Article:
Even the word “Luddite,” often used to connote the anti-progress bent of technology critics, has a more complicated history than a simple progress/anti-progress perspective would allow. Author Nicholas Carr has written about the Luddites as the unfortunate strawmen of history, who have been reduced and simplified to stand for anti-progress—“caricatures, emblems of backwardness” smashing looms and advocating for their labor rights. Carr acknowledges their more complicated history and sets them as a model for us all. It’s a bold move, given the reductive associations the “Luddite” epithet has developed, but his point is well taken: “The Luddites . . . understood that decisions about technology are also decisions about ways of working and ways of living—and they took control of those decisions rather than ceding them to others or giving way to the momentum of progress. They stepped back and thought critically about technology.”71
Moreover, approaching technological change with skepticism and scrutiny need not be inherently pessimistic. Historians of technology and science, as well as science and technology studies scholars, have done a lot of work to unpack the assumption of the inevitability and benevolence of progress. Technologies’ effects are not universally good, bad, or even neutral. Some technologies fail. Others are not widely adopted. Other technologies live on long after they are considered innovative. And still others follow completely different paths than intended by their creators. Criticism of technology can and should address all of these possibilities, but most mainstream technology criticism still only offers contrarian opposition.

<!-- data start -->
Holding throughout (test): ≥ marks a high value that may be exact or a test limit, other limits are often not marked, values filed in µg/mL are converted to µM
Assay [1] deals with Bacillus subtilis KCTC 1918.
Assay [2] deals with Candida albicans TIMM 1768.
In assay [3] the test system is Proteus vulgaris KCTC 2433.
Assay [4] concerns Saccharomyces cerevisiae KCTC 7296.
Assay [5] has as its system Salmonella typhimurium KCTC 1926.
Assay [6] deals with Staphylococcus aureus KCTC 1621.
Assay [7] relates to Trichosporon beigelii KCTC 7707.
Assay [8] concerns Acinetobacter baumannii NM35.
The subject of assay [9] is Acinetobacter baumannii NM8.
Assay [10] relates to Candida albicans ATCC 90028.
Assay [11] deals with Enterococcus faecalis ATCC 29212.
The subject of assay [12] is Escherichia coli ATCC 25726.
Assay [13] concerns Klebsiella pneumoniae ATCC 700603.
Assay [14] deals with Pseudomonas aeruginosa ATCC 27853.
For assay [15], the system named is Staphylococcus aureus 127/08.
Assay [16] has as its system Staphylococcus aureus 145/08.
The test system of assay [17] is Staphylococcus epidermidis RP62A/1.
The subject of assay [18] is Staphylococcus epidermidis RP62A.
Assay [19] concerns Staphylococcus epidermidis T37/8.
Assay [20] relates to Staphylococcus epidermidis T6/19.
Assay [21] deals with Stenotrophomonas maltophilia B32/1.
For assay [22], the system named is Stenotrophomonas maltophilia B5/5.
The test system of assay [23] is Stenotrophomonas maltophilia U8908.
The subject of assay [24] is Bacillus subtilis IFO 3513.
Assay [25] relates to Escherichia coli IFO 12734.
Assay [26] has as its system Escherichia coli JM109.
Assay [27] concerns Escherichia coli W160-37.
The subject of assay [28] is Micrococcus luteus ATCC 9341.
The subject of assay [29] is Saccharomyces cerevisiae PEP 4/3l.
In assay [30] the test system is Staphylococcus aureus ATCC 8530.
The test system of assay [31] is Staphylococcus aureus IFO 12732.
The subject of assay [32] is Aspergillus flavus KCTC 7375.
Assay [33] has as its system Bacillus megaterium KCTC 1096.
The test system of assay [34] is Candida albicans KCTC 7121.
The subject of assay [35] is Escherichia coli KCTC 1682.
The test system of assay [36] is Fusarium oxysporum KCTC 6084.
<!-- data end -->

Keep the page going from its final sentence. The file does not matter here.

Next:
Robinson Meyer offers a resolution for the progress/anti-progress love/hate tension that criticism wrestles with: that the critic might be best understood as “deeply loving the world, as well as seeing ways that it could improve.”72 Meyer points to a guiding principle from early theorist and technology critic Neil Postman that he often returns to, the “loving resistance fighter”:
You must try to be a loving resistance fighter . . . A resistance fighter understands that technology must never be accepted as part of the natural order of things, that every technology—from an IQ test to an automobile to a television set to a computer—is a product of a particular economic and political context and carries with it a program, an agenda, and a philosophy that may or may not be life-enhancing and that therefore requires scrutiny, criticism, and control . . . In short, a technological resistance fighter maintains an epistemological and psychic distance from any technology, so that it always appears somewhat strange, never inevitable, never natural.73
Yet despite the possibilities for a critical stance that transcends the progress/anti-progress duality, why do negative associations still drown out the potential for more considered and skeptical forms of criticism when it comes to technology? In part, this is because the criticism that major media outlets elevate is so often riddled with problematic styles, tactics, assumptions, and ideologies. Matt Buchanan laments: “It sucks that the word ‘criticism’ has been ruined.”74 And there are a number of ways mainstream criticism and Critics have failed us so far.